The dictionary defines Luck as “The force that caused things, especially good things to happen to you by chance and not of a result of your own efforts or abilities.” Seems to fit the Ranger’s writing abilities! Coincidence is “a remarkable concurrence of events or circumstances without apparent causal connection.”
Here it is mid- January, 2018 and we in Ontario are experiencing both the coldest and mildest month of recorded history! With this see-saw of weather is it any wonder I am having a problem on writing my next post which is due within twenty-four hours? One minute I am experiencing ‘brain freeze’ the next I am suffering from premature ‘spring fever’ neither of which is offering an appropriate topic choice for this post. After reviewing several of the over two hundred and seventy five posts written by the 2oldguyswalking team…are there any topics we have not covered yet? I became aware of how many of the Ranger’s posts were made possible by either luck or by coincidence.
An early example of luck was my first visit to check out the Purdy Grist Mill in Castleton for a possible post. What a great old building this was. Anticipating the long process of finding out who owned this property and arranging an appointment for a possible visit for some pictures of the interior seemed daunting. A stroke of luck, spotting the owner nearby, I boldly trespassed onto the property and introduced myself and the Bushwhacker and explained what we were up to. The owner, Mitchell seemed very happy (and proud) to give us a rare tour of his mill building. After taking many photos and garnering some rare historical facts we left anticipating a great post. Upon failing to get a response for permission to use certain information in a post, had Luck deserted us? Seems not…we wrote a very successful post without the interior pictures and using only public domain information.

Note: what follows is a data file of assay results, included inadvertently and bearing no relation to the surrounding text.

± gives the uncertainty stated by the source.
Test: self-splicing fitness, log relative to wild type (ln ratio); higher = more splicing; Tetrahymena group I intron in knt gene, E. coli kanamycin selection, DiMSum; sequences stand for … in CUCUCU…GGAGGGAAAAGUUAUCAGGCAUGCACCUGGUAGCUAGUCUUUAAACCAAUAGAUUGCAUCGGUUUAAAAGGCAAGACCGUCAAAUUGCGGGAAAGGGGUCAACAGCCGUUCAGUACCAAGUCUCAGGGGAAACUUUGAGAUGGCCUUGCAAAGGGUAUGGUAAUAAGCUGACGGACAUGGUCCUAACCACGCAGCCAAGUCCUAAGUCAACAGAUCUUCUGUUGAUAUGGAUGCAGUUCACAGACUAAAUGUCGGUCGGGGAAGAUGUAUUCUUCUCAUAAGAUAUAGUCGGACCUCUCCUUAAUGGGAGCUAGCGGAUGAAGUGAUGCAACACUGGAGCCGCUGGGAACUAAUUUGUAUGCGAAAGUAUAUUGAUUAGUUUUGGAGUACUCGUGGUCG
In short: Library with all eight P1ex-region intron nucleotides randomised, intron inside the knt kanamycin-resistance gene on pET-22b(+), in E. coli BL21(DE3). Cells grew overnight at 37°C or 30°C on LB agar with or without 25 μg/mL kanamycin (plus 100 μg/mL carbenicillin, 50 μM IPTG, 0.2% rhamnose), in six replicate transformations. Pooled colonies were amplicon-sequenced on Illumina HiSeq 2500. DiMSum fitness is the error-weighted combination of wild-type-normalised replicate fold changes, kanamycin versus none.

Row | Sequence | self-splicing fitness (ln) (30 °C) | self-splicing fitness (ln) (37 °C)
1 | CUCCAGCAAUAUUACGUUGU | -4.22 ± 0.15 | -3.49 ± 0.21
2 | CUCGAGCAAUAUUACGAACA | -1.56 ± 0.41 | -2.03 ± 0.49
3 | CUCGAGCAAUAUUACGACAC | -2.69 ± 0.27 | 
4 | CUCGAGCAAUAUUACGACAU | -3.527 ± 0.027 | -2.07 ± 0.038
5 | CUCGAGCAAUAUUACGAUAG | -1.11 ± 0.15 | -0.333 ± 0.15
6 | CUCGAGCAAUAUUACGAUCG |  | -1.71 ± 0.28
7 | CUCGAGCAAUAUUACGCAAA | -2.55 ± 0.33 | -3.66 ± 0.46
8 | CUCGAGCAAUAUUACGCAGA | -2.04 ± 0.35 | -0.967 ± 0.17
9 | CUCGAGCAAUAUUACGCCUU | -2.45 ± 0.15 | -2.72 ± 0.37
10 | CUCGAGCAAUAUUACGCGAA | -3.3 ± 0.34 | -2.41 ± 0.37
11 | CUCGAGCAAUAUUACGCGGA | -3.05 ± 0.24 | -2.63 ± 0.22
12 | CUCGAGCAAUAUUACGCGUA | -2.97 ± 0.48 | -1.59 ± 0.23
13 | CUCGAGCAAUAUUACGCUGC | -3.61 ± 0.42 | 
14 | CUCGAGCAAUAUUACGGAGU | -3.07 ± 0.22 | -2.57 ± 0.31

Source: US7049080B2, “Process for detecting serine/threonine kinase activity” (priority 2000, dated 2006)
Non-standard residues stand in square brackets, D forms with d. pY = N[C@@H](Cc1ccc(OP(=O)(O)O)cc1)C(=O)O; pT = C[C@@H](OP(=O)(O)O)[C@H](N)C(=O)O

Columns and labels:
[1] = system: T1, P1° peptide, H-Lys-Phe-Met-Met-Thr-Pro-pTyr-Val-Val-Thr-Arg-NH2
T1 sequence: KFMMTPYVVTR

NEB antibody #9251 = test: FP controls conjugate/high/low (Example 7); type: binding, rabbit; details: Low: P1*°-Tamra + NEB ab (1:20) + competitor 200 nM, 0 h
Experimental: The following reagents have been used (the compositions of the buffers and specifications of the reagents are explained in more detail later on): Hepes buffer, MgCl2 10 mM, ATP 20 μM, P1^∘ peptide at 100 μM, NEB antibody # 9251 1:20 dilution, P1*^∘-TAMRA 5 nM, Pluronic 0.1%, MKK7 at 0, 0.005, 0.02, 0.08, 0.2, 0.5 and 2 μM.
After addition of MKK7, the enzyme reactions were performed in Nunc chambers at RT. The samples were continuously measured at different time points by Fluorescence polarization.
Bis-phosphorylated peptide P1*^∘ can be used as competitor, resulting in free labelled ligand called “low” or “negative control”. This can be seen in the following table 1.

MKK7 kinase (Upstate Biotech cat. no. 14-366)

A latter post had a lot of luck involved. We had a comment from a reader Sara, who after reading our post on the Camborne Ski Club was interested in possible information on the now long closed Northumberland Forest Ski Club. I was well aware of this ski club, but had literally no information on its history. While doing the Google thing which was about as knowledgeable as I, my friend Lee dropped by with a local history book, “Cobourg 1798-1948” which had a few tidbits of information on the club, now I finally had something to work with. My next task was to obtain some pictures of the Chalet located on County Road 45, currently used by the Cobourg Scouts. As this is private property (which we always respect), and was fenced with a locked gate, pictures were going to be hard to get. Sometime later, while returning to Port Hope from Fenella, I decided to return via Hwy. 45 instead of my usual and shorter County Road 9 route. Talk about luck, on passing the chalet I noticed the gates were wide open! As there was no sign saying “Ranger, stay out!” I completed a quick ‘U’ turn and from the parking lot obtained some great pictures of the Chalet and former ski runs. I now had enough information to scribe a short post. Northumberland Forest Ski Club
Shortly after this post was published, we had a comment on our site from a local historian, Phil who had a wealth of information and pictures, a complete history of the NFSC and was kind enough to give us permission to use for an up-dated post which turned out to be a very well read post for us. Update On The Northumberland Forest Ski Club